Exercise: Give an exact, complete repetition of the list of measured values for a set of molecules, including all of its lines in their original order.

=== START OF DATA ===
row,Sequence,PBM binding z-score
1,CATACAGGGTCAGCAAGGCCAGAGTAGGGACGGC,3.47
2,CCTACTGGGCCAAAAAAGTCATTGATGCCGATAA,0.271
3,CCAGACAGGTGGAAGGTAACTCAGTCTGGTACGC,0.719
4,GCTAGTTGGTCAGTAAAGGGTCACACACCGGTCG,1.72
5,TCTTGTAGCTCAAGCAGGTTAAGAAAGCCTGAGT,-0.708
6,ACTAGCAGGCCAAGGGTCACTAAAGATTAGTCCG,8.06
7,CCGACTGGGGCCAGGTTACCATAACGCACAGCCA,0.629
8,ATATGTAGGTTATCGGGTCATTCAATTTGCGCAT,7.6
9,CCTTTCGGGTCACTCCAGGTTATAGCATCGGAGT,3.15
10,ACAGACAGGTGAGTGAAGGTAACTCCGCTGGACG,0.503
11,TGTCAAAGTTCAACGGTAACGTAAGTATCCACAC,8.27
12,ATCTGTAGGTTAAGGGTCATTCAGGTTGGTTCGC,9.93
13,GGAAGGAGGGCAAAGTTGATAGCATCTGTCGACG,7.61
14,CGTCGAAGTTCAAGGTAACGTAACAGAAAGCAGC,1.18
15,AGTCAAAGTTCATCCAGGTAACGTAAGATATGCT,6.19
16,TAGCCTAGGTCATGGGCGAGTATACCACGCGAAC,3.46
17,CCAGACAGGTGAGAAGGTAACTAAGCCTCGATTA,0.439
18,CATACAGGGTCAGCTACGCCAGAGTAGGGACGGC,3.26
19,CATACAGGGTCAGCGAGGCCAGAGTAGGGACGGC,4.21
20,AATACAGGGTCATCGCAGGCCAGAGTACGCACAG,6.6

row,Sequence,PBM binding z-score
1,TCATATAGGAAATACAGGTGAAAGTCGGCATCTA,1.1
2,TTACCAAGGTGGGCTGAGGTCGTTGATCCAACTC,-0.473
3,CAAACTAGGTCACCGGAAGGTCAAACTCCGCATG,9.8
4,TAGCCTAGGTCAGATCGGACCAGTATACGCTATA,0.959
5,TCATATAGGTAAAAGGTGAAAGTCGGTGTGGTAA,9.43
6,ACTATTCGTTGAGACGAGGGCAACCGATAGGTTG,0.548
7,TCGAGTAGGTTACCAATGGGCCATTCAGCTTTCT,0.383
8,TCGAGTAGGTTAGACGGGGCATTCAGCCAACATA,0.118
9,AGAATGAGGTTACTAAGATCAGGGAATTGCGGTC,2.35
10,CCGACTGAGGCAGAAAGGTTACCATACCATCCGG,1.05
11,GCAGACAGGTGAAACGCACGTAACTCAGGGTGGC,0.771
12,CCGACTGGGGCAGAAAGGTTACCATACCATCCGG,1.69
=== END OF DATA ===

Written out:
row,Sequence,PBM binding z-score
1,CATACAGGGTCAGCAAGGCCAGAGTAGGGACGGC,3.47
2,CCTACTGGGCCAAAAAAGTCATTGATGCCGATAA,0.271
3,CCAGACAGGTGGAAGGTAACTCAGTCTGGTACGC,0.719
4,GCTAGTTGGTCAGTAAAGGGTCACACACCGGTCG,1.72
5,TCTTGTAGCTCAAGCAGGTTAAGAAAGCCTGAGT,-0.708
6,ACTAGCAGGCCAAGGGTCACTAAAGATTAGTCCG,8.06
7,CCGACTGGGGCCAGGTTACCATAACGCACAGCCA,0.629
8,ATATGTAGGTTATCGGGTCATTCAATTTGCGCAT,7.6
9,CCTTTCGGGTCACTCCAGGTTATAGCATCGGAGT,3.15
10,ACAGACAGGTGAGTGAAGGTAACTCCGCTGGACG,0.503
11,TGTCAAAGTTCAACGGTAACGTAAGTATCCACAC,8.27
12,ATCTGTAGGTTAAGGGTCATTCAGGTTGGTTCGC,9.93
13,GGAAGGAGGGCAAAGTTGATAGCATCTGTCGACG,7.61
14,CGTCGAAGTTCAAGGTAACGTAACAGAAAGCAGC,1.18
15,AGTCAAAGTTCATCCAGGTAACGTAAGATATGCT,6.19
16,TAGCCTAGGTCATGGGCGAGTATACCACGCGAAC,3.46
17,CCAGACAGGTGAGAAGGTAACTAAGCCTCGATTA,0.439
18,CATACAGGGTCAGCTACGCCAGAGTAGGGACGGC,3.26
19,CATACAGGGTCAGCGAGGCCAGAGTAGGGACGGC,4.21
20,AATACAGGGTCATCGCAGGCCAGAGTACGCACAG,6.6

row,Sequence,PBM binding z-score
1,TCATATAGGAAATACAGGTGAAAGTCGGCATCTA,1.1
2,TTACCAAGGTGGGCTGAGGTCGTTGATCCAACTC,-0.473
3,CAAACTAGGTCACCGGAAGGTCAAACTCCGCATG,9.8
4,TAGCCTAGGTCAGATCGGACCAGTATACGCTATA,0.959
5,TCATATAGGTAAAAGGTGAAAGTCGGTGTGGTAA,9.43
6,ACTATTCGTTGAGACGAGGGCAACCGATAGGTTG,0.548
7,TCGAGTAGGTTACCAATGGGCCATTCAGCTTTCT,0.383
8,TCGAGTAGGTTAGACGGGGCATTCAGCCAACATA,0.118
9,AGAATGAGGTTACTAAGATCAGGGAATTGCGGTC,2.35
10,CCGACTGAGGCAGAAAGGTTACCATACCATCCGG,1.05
11,GCAGACAGGTGAAACGCACGTAACTCAGGGTGGC,0.771
12,CCGACTGGGGCAGAAAGGTTACCATACCATCCGG,1.69